We provide a perspective on the recent emergence of “topological spintronics,” which relies on the existence of helical Dirac electrons in condensed matter. Spin‐ and angle‐resolved photoemission spectroscopy shows how the spin texture of these electronic states can be engineered using quantum tunneling  or by breaking time‐reversal symmetry . In appropriately designed systems, broken time‐reversal symmetry transforms helical Dirac states into chiral edge states, a realization of Haldane’s Chern insulator phase of matter. This is characterized by a precisely quantized Hall conductance and dissipationless edge transport without a magnetic field. We show how these edge states can be quantitatively characterized by analyzing their giant anisotropic magnetoresistance . At miilikelvin temperatures, the interplay between Chern states and disordered magnetism  results in surprising behavior, perhaps consistent with quantum tunneling out of a ‘false vacuum’ . Finally, we show how these helical Dirac electrons provide a possible pathway toward a spin device technology that works at room temperature [6,7].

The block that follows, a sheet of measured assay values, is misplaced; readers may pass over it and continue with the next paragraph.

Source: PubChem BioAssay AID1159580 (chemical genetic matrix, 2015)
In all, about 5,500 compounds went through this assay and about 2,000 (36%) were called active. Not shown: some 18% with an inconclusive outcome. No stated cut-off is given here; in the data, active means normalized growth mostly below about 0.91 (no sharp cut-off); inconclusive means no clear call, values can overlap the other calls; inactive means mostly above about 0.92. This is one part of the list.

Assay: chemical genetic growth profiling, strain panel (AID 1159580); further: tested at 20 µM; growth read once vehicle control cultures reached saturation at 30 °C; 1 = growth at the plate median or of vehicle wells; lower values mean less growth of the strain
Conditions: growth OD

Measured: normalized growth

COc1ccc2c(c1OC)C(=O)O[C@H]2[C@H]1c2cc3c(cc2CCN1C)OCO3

Nitin Samarth is Professor and Associate Head in the Physics Department at The Pennsylvania State University. He completed his undergraduate education in physics at the Indian Institute of Technology (Bombay) and received a Ph.D. in physics from Purdue University. He joined Penn State University after postdoctoral research at the University of Notre Dame. His research centers on the synthesis and study of semiconductor and magnetic quantum structures with a view towards applications in spintronics and quantum information. His group has particular interest in understanding the transport and dynamics of spins in semiconductor systems at length scales ranging from the nanoscale to the mesoscopic. Dr. Samarth is a Fellow of the American Physical Society and a recipient of the Faculty Scholar Medal in Physical Sciences at Penn State.
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